–We made sure the members of my husband’s family, who we sat at the table with my dad and his partner, got a quick and private FYI with the same info as his parents did.

    –We asked my dad what we could do to make him and his partner feel comfortable and welcomed.

    –Then, on our actual wedding, I just made sure that I hugged my dad and his partner the same as my mom and hers; I introduced my dad’s partner proudly and with a (genuine!) smile on my face, etc etc. We had specific language in our programs to acknowledge everyone equally: Thanks to our loving families… [husband’s mom & husband’s dad], [my mom & her partner], and [my dad & his partner]. It went wonderfully, and if anyone had a problem, they kept their mouth shut around me. (Bye haters!)

    All of which is to say: there IS a way to do this. You CAN have a sordid family past and a happy, loving, emotionally honest, bountiful wedding. Your in-laws will take their cues from you and your partner – if you communicate and demonstrate how much you love your dad, they’ll follow suit. They know there’s pain there, too, but we made it clear that we didn’t want to focus on that part, on that day.

    I was really proud of my dad for being there. It was really brave of him to show up with his partner, especially to see my mom’s side of the family who he hadn’t seen in over a decade, and to meet his future in-laws for the first time at the wedding. He missed important milestones in my life because of his addiction, and he made it to this one. THAT’s the energy that I focused on cultivating, and as a result, his presence felt like a gift, rather than a burden. And that’s the energy that everyone else picked up on and ran with, too.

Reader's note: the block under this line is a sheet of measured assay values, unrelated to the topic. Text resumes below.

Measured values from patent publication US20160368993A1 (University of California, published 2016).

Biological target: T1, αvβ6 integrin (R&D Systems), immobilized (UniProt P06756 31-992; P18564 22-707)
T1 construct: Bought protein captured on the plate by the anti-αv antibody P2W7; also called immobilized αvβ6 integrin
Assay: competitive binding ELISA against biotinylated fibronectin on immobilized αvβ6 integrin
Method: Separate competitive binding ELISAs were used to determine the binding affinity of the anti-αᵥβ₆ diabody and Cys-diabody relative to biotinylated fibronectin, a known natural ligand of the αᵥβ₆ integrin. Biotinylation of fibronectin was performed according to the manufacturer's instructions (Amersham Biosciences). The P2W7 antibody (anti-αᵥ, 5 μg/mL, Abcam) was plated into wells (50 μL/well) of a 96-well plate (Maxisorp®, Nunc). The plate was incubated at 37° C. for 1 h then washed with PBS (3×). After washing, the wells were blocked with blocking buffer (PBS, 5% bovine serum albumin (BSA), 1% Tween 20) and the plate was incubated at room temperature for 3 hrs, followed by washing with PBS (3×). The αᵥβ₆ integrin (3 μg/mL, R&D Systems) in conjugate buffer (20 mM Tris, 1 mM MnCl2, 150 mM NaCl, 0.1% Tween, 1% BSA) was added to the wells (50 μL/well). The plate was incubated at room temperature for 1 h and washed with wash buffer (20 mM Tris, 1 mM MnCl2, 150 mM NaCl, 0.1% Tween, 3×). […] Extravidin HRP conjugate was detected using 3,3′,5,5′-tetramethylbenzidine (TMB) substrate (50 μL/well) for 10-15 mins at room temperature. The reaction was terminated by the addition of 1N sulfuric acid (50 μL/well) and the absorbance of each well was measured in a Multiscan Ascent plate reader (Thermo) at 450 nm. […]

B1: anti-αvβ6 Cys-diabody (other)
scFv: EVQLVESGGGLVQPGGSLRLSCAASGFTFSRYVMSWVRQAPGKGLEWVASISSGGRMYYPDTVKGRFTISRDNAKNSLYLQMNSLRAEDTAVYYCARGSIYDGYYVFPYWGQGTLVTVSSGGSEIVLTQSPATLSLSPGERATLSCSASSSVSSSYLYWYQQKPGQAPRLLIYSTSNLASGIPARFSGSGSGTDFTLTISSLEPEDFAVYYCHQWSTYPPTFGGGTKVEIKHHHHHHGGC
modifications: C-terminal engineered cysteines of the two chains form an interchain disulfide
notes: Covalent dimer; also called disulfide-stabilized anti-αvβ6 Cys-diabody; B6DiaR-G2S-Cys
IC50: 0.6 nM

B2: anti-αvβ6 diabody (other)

Good luck, and good wishes!

    *Not trying to insinuate that a person living with HIV automatically creates a dangerous environment, by any means–the secrecy was what created the risk here. Many ways to have a close and loving relationship, sexual or otherwise, with someone living w/HIV. Including my dad. :)

    • Anon for this

      (I realize I was a bit unclear – we didn’t put my dad and his partner at a huge table with all of my husband’s family! Just gave the FYI to the people they were seated directly next to/across from.)

    • Anon for this

      (Oh god also, therapy. Yeah. So much therapy. Years. A++++++ 10/10 highly recommend for situations/families like this!)

    • My first thought reading this post was actually my own experience with a gay father who died of AIDS, and just how hard it is to manage the reactions of those around you when you have a parent with a secret that is just beyond what most people expect/can relate to/etc.

      Also virtual fist bump from one member of this very strange club to another.

      • Anon for this

        Oh, Rachel! I am so sad to hear about your story, and your loss. At the same time, I admit it makes me feel a lot less alone. I don’t think any one flavor of trauma is *worse* to experience than another, but when you have such an uncommon/surprising/etc element (or, especially, several – undisclosed sexuality! HIV! addict! 3-for-1 dad trauma!), it’s certainly an added layer of loneliness to navigate. In fact, I think you’re actually the first person I’ve ever spoken to outside of my siblings – online or irl – who’s been through this specific family secret. YAY, HI. Fist bumps, indeed!! <3

        • Danielle

          My husband’s father was gay, a drug addict, and eventually died of Hep C. Husband is fairly open about the first part, less so about the latter points. Why? Guess that’s just not that relevant or necessary to share with most people.

          This club is probably larger than we think! Because so many men of that generation were closeted, and engaged in self-destructive behaviors to deal with not being accepted, or being able to accept themselves. It’s really painful to think about, and I’m glad society has come so far in the past few decades.

          Fist bumps all around <3

      • Anon

        My husband is part of this club, though his father is still alive. Knowing others are out there going through a similar experience as him, I don’t know… it helps. And makes me emotional. Thank you.

        • Anon for this

          Fist bumps to you and your husband too, Anon! <3

      • Lisa

        Thank you for sharing your story. I’ve known two people who were also in similar situations so I think the club is larger than others might expect.

  • janon